Usually when we at pv magazine USA hear the words “straw proposal”, we expect to see the first drafts of a policy – and sometimes this straw merely means that regulators are seeking external validation for a policy design which has essentially already been decided upon.
But the “straw proposal” put out yesterday by the New Jersey Board of Public Utilities (NJBPU) for a program to follow the state’s current solar renewable energy credit (SREC) system is quite different. For NJBPU, this appears to be only the start. As such they are asking stakeholders 13 questions, including one on how compensation should be organized in the future. This includes three options:
- a fixed price SREC;
- a market-determined SREC; and
- any other option(s).
So the scope of inquiry is pretty broad, suggesting that at the end of this process, New Jersey could end up with pretty much anything. Essentially, NJBPU is saying: “Hey, you guys are the experts here, how should we do this?”
However, the organization does offer the following “transition principles”, in line with the statutes that guide the transition from SREC to a new program design.
- Provide maximum benefit to ratepayers at the lowest cost;
- Support the continued growth of the solar industry;
- Ensure that prior investments retain value;
- Meet the Governor’s commitment of 50% Class I Renewable Energy Certificates (“RECs”) by 2030 and 100% clean energy by 2050;
- Provide insight and information to stakeholders through a transparent process for developing the Solar Transition and Successor Program;
- Comply fully with the statute, including the implications of the cost cap; and
- Provide disclosure and notification to developers that certain projects may not be guaranteed participation in the current SREC program, and continue updates on market conditions via the New Jersey Clean Energy Program (“NJCEP”) SREC Registration Program (“SRP”) Solar Activity Reports.
Comments are due by February 22 at 5 PM.
Stuck in the middle with a solar project
NJBPU has been getting ready to create an overhaul of the SREC program since New Jersey Governor Phil Murphy (D), who succeeded Chris Christie (R), signed legislation to enact a 50% by 2030 renewable energy mandate in May. The document published yesterday sets out a timeline for this decision to be made, with stakeholder meetings in January and February, a proposed role in August or September, and a new rule adopted March 2020.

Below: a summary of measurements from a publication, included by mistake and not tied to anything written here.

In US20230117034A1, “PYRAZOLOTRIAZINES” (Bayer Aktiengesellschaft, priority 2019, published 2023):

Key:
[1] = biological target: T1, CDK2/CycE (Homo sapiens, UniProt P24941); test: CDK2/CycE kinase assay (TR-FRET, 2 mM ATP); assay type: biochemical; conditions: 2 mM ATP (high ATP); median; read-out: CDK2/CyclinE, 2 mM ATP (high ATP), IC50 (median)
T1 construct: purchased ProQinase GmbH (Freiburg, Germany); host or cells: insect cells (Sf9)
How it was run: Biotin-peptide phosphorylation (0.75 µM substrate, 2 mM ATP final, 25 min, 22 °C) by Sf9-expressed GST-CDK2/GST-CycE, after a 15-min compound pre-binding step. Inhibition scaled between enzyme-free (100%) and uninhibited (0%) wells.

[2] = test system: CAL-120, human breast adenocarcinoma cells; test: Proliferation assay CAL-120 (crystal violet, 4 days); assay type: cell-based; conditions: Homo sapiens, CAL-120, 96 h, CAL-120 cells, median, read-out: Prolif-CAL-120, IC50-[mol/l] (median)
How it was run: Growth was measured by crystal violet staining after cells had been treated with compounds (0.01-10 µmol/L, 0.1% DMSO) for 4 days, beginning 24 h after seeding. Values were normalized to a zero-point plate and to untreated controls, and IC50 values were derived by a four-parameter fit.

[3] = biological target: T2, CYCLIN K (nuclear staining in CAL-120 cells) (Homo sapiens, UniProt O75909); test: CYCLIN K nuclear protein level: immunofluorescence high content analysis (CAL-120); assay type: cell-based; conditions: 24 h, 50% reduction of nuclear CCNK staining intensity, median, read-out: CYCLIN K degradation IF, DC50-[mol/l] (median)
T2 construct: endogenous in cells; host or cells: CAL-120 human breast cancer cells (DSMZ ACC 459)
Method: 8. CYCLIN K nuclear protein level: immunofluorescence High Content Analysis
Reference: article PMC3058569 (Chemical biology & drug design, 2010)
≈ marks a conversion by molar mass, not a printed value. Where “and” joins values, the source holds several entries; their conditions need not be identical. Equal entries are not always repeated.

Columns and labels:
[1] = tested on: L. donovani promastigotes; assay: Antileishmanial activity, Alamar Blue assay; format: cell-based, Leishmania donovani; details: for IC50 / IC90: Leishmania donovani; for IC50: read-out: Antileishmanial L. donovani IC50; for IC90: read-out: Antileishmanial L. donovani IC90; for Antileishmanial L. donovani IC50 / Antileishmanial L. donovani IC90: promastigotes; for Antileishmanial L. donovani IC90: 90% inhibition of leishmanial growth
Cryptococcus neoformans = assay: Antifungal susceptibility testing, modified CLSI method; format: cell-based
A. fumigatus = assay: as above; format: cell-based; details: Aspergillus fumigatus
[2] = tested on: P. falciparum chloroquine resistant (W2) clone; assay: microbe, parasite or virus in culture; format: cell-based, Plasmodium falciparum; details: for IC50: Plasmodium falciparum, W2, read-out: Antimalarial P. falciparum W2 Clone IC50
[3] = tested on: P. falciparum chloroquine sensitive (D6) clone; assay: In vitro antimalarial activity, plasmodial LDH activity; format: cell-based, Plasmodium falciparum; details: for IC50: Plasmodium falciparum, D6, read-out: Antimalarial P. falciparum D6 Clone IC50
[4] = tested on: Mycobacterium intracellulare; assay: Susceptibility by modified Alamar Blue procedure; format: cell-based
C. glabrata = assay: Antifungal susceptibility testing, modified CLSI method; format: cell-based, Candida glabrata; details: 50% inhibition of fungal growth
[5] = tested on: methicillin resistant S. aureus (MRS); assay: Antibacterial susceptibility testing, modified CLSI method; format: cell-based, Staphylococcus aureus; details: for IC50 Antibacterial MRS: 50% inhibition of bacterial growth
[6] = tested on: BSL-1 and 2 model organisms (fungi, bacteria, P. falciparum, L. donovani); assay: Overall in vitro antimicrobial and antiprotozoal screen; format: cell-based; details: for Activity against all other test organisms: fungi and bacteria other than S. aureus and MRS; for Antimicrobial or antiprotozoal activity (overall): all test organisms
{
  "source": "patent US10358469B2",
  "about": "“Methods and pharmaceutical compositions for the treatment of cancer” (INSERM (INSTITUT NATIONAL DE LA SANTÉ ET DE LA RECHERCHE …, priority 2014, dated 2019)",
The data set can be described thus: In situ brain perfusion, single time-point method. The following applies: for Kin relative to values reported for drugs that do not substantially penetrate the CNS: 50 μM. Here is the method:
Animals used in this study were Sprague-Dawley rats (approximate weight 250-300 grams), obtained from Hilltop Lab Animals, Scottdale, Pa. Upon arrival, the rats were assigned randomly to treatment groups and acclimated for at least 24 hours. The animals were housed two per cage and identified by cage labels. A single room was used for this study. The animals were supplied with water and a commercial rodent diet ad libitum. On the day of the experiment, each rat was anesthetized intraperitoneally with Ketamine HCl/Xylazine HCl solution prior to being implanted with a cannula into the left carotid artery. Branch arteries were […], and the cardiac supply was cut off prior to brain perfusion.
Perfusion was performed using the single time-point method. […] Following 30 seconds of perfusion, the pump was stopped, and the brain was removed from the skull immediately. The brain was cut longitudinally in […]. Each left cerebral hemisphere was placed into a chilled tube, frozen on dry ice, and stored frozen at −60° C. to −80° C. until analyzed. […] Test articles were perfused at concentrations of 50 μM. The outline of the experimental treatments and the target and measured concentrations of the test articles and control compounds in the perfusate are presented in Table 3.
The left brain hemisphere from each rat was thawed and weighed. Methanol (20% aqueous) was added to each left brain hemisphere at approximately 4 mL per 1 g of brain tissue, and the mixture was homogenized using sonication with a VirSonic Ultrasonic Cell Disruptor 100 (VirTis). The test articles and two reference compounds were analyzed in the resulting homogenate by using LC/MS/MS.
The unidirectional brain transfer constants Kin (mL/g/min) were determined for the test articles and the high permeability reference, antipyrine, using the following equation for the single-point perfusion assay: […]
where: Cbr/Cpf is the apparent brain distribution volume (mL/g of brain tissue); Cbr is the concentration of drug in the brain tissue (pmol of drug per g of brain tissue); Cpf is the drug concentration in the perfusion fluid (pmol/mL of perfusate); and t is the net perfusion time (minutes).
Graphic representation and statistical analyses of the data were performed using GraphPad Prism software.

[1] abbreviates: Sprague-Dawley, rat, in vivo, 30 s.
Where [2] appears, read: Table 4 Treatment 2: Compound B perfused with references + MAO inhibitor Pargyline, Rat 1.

One of the tricky questions to be answered is what happens to “pipeline projects”. The new law signed last May says that the state must transition to a new incentive program when solar is meeting 5.1% of state demand. That 5.1% is not far off; at last count solar represented 3.98% of New Jersey’s electricity.
Right now NJBPU seems open to designs whereby these “pipeline SREC” projects are eligible either for a transition program or for the successor program which will be designed, but in any case regulators are seeking to make sure that the price cap is not exceeded, or that they are not forced back into the existing SREC program and thus oversupplying it.
And in this, New Jersey seems to be trying to avoid the mess that was created during Massachusetts’ transfer to the SMART program, when SREC 2 had to be extended to cover the significant delay in roll-out of the new program.
It’s going to be a long haul until the state gets a new incentive next March, but so far the indications are that regulators are taking a cautious approach, and have received positive comments from Solar Energy Industries Association (SEIA). “This approach should allow enough time to develop a new program and provide continuity for the New Jersey solar market through 2020,” stated SEIA VP of State Affairs Sean Gallagher.
And so far New Jersey is not doing poorly. Despite being the most densely populated state in the nation, New Jersey has the 5th-highest capacity of installed solar, with more than 90,000 PV systems installed around the state. And this may be just the beginning, as Governor Murphy is now talking about a move to 100% renewable energy.
This content is protected by copyright and may not be reused. If you want to cooperate with us and would like to reuse some of our content, please contact: firstname.lastname@example.org.